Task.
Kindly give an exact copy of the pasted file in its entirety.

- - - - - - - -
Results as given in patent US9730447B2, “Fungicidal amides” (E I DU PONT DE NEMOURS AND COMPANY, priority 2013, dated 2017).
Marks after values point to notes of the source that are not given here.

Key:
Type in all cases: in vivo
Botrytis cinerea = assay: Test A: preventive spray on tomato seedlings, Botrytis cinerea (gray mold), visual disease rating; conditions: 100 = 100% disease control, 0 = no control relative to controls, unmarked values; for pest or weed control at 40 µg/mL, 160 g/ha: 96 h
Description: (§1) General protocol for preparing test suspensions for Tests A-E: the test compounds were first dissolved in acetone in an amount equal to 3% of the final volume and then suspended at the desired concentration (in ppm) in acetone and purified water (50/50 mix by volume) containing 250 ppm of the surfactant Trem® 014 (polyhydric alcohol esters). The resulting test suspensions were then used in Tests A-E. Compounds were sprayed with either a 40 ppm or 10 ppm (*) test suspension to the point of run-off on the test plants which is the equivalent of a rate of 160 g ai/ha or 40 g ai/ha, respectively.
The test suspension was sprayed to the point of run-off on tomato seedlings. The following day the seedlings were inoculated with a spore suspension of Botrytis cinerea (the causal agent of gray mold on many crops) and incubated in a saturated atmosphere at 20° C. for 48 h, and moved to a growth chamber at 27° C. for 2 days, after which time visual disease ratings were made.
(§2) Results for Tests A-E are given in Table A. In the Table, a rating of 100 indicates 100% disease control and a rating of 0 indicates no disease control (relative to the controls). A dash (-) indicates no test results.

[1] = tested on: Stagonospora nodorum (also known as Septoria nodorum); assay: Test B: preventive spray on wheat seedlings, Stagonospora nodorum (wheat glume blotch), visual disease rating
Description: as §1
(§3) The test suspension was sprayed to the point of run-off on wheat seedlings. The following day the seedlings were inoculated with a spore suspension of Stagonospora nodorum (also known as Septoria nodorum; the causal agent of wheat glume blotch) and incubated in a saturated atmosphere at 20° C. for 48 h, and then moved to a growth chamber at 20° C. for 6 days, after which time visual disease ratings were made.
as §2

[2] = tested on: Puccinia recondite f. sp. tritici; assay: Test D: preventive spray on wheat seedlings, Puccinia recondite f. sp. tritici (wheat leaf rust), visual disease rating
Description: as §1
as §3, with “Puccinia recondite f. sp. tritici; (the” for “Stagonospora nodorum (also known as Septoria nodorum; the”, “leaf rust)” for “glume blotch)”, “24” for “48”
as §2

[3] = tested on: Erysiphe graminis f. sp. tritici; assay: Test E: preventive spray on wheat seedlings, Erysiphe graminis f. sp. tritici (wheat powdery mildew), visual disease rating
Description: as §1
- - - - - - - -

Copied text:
Results as given in patent US9730447B2, “Fungicidal amides” (E I DU PONT DE NEMOURS AND COMPANY, priority 2013, dated 2017).
Marks after values point to notes of the source that are not given here.

Key:
Type in all cases: in vivo
Botrytis cinerea = assay: Test A: preventive spray on tomato seedlings, Botrytis cinerea (gray mold), visual disease rating; conditions: 100 = 100% disease control, 0 = no control relative to controls, unmarked values; for pest or weed control at 40 µg/mL, 160 g/ha: 96 h
Description: (§1) General protocol for preparing test suspensions for Tests A-E: the test compounds were first dissolved in acetone in an amount equal to 3% of the final volume and then suspended at the desired concentration (in ppm) in acetone and purified water (50/50 mix by volume) containing 250 ppm of the surfactant Trem® 014 (polyhydric alcohol esters). The resulting test suspensions were then used in Tests A-E. Compounds were sprayed with either a 40 ppm or 10 ppm (*) test suspension to the point of run-off on the test plants which is the equivalent of a rate of 160 g ai/ha or 40 g ai/ha, respectively.
The test suspension was sprayed to the point of run-off on tomato seedlings. The following day the seedlings were inoculated with a spore suspension of Botrytis cinerea (the causal agent of gray mold on many crops) and incubated in a saturated atmosphere at 20° C. for 48 h, and moved to a growth chamber at 27° C. for 2 days, after which time visual disease ratings were made.
(§2) Results for Tests A-E are given in Table A. In the Table, a rating of 100 indicates 100% disease control and a rating of 0 indicates no disease control (relative to the controls). A dash (-) indicates no test results.

[1] = tested on: Stagonospora nodorum (also known as Septoria nodorum); assay: Test B: preventive spray on wheat seedlings, Stagonospora nodorum (wheat glume blotch), visual disease rating
Description: as §1
(§3) The test suspension was sprayed to the point of run-off on wheat seedlings. The following day the seedlings were inoculated with a spore suspension of Stagonospora nodorum (also known as Septoria nodorum; the causal agent of wheat glume blotch) and incubated in a saturated atmosphere at 20° C. for 48 h, and then moved to a growth chamber at 20° C. for 6 days, after which time visual disease ratings were made.
as §2

[2] = tested on: Puccinia recondite f. sp. tritici; assay: Test D: preventive spray on wheat seedlings, Puccinia recondite f. sp. tritici (wheat leaf rust), visual disease rating
Description: as §1
as §3, with “Puccinia recondite f. sp. tritici; (the” for “Stagonospora nodorum (also known as Septoria nodorum; the”, “leaf rust)” for “glume blotch)”, “24” for “48”
as §2

[3] = tested on: Erysiphe graminis f. sp. tritici; assay: Test E: preventive spray on wheat seedlings, Erysiphe graminis f. sp. tritici (wheat powdery mildew), visual disease rating
Description: as §1